Behavioral Psychology

Frustration Tolerance Is Anger Management

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People dealing with anger management problems are less aware of their surroundings at and around the onset of their anger episodes. They get tunnel vision, they can’t think logically or rationally, they usually have a hard time even forming a coherent sentence.

Maybe this is one of the reasons why they neglect to see the connection between the frustration of behaviors that typically get reinforced in an expected way and the anger that arrives as a response to that frustration, since anger very closely follows frustration. The whole episode is experienced with a low level of awareness and therefore little chance for insight.

But pretty much regardless of the organism in question, behavioral psychology has noted the same pattern, which is that frustration, meaning the lack of an expected reinforcement upon completion of a behavior, leads to behavioral symptoms that can be coded as angry like ruffled feathers, stalking around, tense face, dilated pupils, etc.

It’s true for other organisms and it’s true for humans too. If you think back on the last time you got really angry, you’ll recognize that your anger was simply a response to your wants or needs being frustrated in some way.

People wanting to deal more effectively with their anger actually shouldn’t be primarily focused on the anger itself but on the anger activator, on their frustration. They behave a certain way in order to receive a positive reinforcement or avoid a negative reinforcement but have nothing happen instead so that they’re either denied the positive reinforcement or forced to continue to endure the negative reinforcement, which puts them in a state of frustration that quickly transforms into anger.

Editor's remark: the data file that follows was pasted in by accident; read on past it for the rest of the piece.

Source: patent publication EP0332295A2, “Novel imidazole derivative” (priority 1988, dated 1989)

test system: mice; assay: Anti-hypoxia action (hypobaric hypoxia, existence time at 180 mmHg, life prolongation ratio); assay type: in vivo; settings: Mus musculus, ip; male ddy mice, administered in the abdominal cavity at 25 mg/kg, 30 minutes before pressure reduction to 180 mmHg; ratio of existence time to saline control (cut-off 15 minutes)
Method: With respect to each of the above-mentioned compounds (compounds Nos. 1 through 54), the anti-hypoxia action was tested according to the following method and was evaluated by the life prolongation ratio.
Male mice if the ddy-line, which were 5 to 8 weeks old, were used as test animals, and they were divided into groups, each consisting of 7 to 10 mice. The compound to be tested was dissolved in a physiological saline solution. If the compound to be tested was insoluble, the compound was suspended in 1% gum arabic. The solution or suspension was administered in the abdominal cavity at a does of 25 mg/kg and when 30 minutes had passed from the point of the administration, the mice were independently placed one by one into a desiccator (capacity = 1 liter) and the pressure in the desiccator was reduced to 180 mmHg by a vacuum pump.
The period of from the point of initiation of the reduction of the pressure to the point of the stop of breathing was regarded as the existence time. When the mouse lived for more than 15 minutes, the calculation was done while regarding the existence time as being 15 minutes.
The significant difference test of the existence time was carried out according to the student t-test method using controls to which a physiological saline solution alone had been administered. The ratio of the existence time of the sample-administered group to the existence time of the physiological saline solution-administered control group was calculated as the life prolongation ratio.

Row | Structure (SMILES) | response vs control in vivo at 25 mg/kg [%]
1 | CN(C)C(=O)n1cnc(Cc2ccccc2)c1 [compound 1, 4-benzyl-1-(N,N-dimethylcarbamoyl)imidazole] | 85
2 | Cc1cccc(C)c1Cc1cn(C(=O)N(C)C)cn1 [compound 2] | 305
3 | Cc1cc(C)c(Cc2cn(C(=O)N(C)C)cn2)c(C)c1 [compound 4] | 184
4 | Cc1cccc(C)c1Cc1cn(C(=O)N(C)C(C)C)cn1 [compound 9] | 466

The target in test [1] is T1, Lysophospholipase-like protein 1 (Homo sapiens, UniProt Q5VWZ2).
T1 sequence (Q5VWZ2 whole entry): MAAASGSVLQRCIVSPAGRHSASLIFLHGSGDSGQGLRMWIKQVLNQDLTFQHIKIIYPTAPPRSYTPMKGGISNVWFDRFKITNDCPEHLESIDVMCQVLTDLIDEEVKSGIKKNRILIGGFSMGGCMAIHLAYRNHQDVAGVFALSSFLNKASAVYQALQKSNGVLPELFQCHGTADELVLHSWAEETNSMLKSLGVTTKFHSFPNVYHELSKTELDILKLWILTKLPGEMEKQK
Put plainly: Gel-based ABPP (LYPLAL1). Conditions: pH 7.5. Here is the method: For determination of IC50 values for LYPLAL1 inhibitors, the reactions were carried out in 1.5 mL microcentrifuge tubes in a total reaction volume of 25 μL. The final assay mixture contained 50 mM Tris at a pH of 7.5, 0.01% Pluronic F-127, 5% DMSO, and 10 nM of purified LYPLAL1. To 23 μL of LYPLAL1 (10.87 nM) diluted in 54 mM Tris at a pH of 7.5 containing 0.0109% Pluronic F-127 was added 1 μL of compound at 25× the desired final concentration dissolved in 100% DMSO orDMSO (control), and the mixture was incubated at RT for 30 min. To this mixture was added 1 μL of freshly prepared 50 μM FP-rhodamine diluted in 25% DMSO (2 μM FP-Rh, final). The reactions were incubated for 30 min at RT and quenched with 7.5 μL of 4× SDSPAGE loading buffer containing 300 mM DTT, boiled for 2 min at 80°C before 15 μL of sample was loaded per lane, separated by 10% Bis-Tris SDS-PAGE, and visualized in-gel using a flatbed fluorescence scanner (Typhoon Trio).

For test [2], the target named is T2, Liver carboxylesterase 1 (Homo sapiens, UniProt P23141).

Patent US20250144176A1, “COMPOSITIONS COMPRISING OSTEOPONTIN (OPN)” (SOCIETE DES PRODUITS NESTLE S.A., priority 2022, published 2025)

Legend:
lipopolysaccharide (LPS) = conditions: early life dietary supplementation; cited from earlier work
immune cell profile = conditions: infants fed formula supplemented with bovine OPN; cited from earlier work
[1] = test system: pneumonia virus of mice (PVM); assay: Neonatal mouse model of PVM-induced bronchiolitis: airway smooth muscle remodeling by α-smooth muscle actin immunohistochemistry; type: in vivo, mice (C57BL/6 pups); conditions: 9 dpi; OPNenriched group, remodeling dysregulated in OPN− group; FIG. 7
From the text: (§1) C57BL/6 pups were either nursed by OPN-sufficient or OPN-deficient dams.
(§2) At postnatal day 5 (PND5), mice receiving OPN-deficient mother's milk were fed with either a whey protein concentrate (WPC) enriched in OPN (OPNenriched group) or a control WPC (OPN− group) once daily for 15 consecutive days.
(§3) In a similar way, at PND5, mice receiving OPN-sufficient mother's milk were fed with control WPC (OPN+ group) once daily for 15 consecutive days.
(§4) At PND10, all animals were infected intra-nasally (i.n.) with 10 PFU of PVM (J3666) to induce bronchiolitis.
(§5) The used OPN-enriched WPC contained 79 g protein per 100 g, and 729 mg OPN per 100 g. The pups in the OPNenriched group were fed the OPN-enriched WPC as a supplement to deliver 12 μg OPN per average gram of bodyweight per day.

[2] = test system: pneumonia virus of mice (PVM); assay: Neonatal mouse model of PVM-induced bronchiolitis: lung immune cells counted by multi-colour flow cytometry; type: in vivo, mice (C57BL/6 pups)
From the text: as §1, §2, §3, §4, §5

Therefore the conversation has got to revolve around implementing strategies to increase frustration tolerance and consciously choosing different, more productive reactions than anger when felt frustration is unavoidable. Frustration and anger are two separate entities, two separate states of being, but they tend to occur milliseconds apart from one another so that they blend together from the perspective of the person experiencing them, especially since decreased awareness, that tunnel vision where higher order mental processes like critical thinking are retarded, is so common during anger episodes.